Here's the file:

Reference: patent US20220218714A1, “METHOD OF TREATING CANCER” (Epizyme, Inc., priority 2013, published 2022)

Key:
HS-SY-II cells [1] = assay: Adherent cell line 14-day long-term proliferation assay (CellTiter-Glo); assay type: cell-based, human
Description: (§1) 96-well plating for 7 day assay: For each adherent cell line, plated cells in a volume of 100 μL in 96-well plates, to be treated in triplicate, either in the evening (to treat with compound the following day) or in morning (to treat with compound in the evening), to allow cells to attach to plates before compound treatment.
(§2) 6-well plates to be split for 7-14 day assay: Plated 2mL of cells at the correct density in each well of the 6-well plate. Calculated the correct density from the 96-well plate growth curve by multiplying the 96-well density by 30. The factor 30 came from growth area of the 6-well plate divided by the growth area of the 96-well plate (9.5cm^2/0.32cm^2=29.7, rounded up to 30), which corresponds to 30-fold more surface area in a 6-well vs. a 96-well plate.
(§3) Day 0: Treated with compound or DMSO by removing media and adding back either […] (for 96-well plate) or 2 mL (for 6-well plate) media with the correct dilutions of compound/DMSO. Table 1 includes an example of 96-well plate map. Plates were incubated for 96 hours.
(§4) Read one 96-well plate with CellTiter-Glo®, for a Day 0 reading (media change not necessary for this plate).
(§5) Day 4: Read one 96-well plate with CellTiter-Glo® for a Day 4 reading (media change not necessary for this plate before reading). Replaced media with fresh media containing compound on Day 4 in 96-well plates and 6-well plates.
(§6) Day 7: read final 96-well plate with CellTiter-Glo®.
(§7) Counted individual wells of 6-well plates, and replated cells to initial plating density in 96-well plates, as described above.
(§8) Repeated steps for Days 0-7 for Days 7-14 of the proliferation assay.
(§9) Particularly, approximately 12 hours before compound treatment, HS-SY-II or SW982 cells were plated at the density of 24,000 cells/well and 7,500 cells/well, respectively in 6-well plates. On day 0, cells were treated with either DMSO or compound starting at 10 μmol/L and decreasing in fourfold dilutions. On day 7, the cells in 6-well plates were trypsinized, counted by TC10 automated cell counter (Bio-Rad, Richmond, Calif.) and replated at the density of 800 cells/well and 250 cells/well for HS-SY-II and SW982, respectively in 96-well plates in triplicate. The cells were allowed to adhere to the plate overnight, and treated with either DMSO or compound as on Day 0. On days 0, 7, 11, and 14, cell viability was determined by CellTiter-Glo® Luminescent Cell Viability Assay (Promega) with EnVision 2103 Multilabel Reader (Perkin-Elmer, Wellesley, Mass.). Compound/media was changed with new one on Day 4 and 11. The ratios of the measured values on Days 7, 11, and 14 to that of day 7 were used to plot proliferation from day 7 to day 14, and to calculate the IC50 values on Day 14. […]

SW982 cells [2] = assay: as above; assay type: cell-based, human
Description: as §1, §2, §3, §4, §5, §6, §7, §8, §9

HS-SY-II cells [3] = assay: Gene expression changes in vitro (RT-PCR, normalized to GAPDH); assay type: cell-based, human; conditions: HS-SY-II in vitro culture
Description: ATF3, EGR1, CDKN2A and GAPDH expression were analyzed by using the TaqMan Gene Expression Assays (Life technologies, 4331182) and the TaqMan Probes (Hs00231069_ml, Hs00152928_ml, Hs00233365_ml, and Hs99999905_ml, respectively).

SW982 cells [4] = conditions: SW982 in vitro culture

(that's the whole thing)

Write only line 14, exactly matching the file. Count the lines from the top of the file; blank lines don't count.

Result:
Description: as §1, §2, §3, §4, §5, §6, §7, §8, §9